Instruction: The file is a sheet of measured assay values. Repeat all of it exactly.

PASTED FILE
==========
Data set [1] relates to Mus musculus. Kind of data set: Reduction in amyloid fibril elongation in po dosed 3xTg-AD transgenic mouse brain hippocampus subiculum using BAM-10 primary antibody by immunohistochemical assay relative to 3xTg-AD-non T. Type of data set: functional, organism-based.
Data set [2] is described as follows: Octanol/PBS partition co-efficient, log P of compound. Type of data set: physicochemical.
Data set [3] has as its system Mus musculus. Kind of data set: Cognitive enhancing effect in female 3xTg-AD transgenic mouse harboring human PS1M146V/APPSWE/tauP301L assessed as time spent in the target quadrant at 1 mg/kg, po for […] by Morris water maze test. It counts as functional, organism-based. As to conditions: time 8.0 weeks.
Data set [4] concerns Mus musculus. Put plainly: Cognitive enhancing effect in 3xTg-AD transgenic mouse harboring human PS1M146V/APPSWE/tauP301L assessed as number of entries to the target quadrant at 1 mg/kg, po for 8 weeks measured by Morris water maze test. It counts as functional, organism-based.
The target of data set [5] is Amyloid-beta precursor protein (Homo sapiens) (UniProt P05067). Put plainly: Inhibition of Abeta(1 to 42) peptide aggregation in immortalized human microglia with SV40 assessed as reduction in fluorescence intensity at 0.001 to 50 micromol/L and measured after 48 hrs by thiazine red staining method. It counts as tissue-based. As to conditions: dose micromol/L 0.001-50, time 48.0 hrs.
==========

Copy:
Data set [1] relates to Mus musculus. Kind of data set: Reduction in amyloid fibril elongation in po dosed 3xTg-AD transgenic mouse brain hippocampus subiculum using BAM-10 primary antibody by immunohistochemical assay relative to 3xTg-AD-non T. Type of data set: functional, organism-based.
Data set [2] is described as follows: Octanol/PBS partition co-efficient, log P of compound. Type of data set: physicochemical.
Data set [3] has as its system Mus musculus. Kind of data set: Cognitive enhancing effect in female 3xTg-AD transgenic mouse harboring human PS1M146V/APPSWE/tauP301L assessed as time spent in the target quadrant at 1 mg/kg, po for […] by Morris water maze test. It counts as functional, organism-based. As to conditions: time 8.0 weeks.
Data set [4] concerns Mus musculus. Put plainly: Cognitive enhancing effect in 3xTg-AD transgenic mouse harboring human PS1M146V/APPSWE/tauP301L assessed as number of entries to the target quadrant at 1 mg/kg, po for 8 weeks measured by Morris water maze test. It counts as functional, organism-based.
The target of data set [5] is Amyloid-beta precursor protein (Homo sapiens) (UniProt P05067). Put plainly: Inhibition of Abeta(1 to 42) peptide aggregation in immortalized human microglia with SV40 assessed as reduction in fluorescence intensity at 0.001 to 50 micromol/L and measured after 48 hrs by thiazine red staining method. It counts as tissue-based. As to conditions: dose micromol/L 0.001-50, time 48.0 hrs.